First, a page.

Kyvelou P, Slack H, Wadee MA, et al., 2021, Material testing and analysis of WAAM stainless steel, Sheffield, UK, Eurosteel 2020
Zhang R, Gardner L, Buchanan C, et al., 2021, Testing and analysis of additively manufactured stainless steel CHS in compression, Thin Walled Structures, Vol: 159, ISSN: 0263-8231
Additive manufacturing, also referred to as 3D printing, has the potential to revolutionise the construction industry, offering opportunities for enhanced design freedom and reduced material use. There is currently, however, very limited data concerning the performance of additively manufactured metallic structural elements. To address this, an experimental and numerical investigation into the cross-sectional behaviour of circular hollow sections (CHS),produced by powder bed fusion (PBF) from Grade 316L stainless steel powder, is presented. The experimental programme comprised tensile coupon tests, initial geometric imperfection measurements and five axially loaded stub column tests on specimens with a range of diameter to-thickness (D/t) ratios. Similar cross-sectional behaviour to that of conventionally produced stainless steel CHS was observed, with the more slender cross-sections displaying increased susceptible to local buckling. In parallel with the experimental study, numerical simulations were carried out initially to replicate the experimental results and then to conduct parametric studies to extend the cross-sectional capacity data over a wider range of D/t ratios. The generated experimental and numerical results, together with other available test data on stainless steel CHS from the literature, were used to evaluate the applicability of existing design approaches for conventionally formed sections to those produced by additive manufacturing. Keywords: Additive manufacturing; Circular hollow sections; Current design approaches; Digital image correlation (DIC); Powder bed fusion (PBF); Stainless steel; Stub column testing; Tensile coupon tests; 3D printing.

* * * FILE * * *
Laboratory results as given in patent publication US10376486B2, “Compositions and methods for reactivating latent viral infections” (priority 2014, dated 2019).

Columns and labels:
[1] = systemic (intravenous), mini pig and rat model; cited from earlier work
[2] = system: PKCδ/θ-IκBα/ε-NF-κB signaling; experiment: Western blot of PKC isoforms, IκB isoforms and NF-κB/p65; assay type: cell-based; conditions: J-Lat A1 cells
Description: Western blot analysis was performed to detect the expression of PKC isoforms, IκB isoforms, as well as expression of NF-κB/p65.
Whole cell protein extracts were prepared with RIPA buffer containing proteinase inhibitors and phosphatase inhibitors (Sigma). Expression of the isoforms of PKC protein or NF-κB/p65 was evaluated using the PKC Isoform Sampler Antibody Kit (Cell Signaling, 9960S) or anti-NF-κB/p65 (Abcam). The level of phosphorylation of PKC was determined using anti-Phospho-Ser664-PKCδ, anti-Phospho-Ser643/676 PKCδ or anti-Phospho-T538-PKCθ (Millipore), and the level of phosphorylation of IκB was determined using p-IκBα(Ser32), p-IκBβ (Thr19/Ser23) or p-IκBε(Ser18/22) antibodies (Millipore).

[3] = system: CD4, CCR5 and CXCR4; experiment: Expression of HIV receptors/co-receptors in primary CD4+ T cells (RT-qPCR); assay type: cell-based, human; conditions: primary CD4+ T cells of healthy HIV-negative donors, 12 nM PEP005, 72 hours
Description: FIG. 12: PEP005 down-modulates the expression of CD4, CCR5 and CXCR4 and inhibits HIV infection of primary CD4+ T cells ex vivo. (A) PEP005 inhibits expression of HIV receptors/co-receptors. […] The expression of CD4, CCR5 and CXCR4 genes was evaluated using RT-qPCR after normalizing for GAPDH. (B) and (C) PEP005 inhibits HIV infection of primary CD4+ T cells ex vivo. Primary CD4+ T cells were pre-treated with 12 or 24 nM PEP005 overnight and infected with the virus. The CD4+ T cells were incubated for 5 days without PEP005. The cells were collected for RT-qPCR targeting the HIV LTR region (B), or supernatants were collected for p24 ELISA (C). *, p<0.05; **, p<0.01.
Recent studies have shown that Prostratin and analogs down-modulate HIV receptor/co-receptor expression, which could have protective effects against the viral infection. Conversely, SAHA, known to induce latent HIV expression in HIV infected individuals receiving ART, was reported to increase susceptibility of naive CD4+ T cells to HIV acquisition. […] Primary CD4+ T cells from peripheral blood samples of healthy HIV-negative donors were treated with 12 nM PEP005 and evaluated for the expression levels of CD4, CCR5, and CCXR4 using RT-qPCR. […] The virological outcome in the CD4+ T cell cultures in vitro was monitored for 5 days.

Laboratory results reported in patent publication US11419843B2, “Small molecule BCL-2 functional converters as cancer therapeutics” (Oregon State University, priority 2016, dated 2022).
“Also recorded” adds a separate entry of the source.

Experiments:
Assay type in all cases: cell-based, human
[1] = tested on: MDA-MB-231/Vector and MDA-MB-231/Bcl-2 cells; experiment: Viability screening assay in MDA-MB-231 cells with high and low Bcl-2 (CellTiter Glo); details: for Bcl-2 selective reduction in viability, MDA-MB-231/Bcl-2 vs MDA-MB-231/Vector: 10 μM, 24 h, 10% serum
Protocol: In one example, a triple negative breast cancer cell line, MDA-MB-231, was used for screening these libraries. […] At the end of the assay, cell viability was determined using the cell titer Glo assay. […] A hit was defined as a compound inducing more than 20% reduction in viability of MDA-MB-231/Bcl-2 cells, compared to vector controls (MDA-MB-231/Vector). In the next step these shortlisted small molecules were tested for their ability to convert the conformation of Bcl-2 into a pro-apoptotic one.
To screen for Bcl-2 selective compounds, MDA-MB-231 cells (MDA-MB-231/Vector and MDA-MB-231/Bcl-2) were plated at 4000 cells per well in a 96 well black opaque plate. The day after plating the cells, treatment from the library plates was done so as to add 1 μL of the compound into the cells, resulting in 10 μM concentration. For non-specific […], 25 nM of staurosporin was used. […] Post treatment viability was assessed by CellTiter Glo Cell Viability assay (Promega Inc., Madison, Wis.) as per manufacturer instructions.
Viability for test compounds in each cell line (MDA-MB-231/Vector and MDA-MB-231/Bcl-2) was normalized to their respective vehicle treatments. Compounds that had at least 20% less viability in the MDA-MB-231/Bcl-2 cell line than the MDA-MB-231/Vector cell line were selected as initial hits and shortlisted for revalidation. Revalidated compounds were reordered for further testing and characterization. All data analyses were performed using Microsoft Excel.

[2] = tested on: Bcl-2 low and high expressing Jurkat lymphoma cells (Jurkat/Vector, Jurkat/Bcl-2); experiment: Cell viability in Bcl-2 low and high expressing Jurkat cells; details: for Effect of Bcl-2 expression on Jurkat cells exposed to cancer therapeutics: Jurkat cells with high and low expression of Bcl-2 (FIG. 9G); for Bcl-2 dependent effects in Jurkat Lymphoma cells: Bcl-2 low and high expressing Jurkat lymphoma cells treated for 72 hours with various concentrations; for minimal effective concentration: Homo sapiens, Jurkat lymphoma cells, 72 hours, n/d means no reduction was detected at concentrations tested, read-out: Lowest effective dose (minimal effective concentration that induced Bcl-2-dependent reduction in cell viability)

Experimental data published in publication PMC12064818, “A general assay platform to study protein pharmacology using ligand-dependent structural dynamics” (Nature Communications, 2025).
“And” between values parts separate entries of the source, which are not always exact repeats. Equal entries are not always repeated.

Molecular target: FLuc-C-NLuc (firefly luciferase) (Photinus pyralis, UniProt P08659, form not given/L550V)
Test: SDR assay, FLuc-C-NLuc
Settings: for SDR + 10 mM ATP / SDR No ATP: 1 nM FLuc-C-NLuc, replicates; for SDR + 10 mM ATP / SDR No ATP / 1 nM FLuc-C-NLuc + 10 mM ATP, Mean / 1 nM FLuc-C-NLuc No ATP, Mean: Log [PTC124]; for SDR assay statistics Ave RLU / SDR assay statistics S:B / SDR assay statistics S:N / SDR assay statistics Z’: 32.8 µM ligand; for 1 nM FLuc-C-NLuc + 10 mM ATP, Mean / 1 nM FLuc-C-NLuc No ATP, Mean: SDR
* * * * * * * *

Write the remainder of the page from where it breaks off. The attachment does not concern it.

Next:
Gardner L, Kyvelou P, Herbert G, et al., 2020, Testing and initial verification of the world's first metal 3D printed bridge, Journal of Constructional Steel Research, Vol: 172, Pages: 1-10, ISSN: 0143-974X
Wire and arc additive manufacturing (WAAM) is a method of metal 3D printing that is suited to the requirements of the construction industry in terms of scale, speed and cost. Using this technology, a 10.5 m span footbridge, the first of its kind, has been printed. The testing, analysis and initial verification of the bridge and its components are described herein. The experiments performed included advanced geometric analysis, material testing, compressive testing of cross-sections and full-scale load testing of the bridge at various stages throughout and post construction. Parallel finite element modelling of the full bridge and its constituent elements has also been performed as part of the verification. Confirmation that the bridge was able to sustain its full serviceability design load enabled to the bridge to be unveiled to the public, with controlled access, for Dutch Design Week 2018. Further testing under ultimate limit state design loading is planned before the bridge is placed in its final location and fully opened to the public. The project highlights the potential for metal 3D printing in structural engineering, as well as the necessary considerations for design.
Kyvelou P, Slack H, Daskalaki Mountanou D, et al., 2020, Mechanical and microstructural testing of wire and arc additivelymanufactured sheet material, Materials and Design, Vol: 192, ISSN: 0264-1275
Wire and arc additive manufacturing (WAAM) is a method of 3D printing that enables large elements to be built, with reasonable printing times and costs. There are, however, uncertainties relating to the structural performance of WAAM material, including the basic mechanical properties, the degree of anisotropy, the influence of the as-built geometry and the variability in response. Towards addressing this knowledge gap, a comprehensive series of tensile tests on WAAM stainless steel was conducted; the results are presented herein. As-built and machined coupons were tested to investigate the influence of the geometrical irregularity on the stress-strain characteristics, while material anisotropy was explored by testing coupons produced at different angles to the printing orientation. Non-contact measurement techniques were employed to determine the geometric properties and deformation fields of the specimens, while sophisticated analysis methods were used for post processing the test data. The material response revealed a significant degree of anisotropy, explained by the existence of a strong crystallographic texture, uncovered by means of electron backscatter diffraction. Finally, the effective mechanical properties of the as-built material were shown to be strongly dependent on the geometric variability; simple geometric measures were therefore developed to characterise the key aspects of the observed behaviour.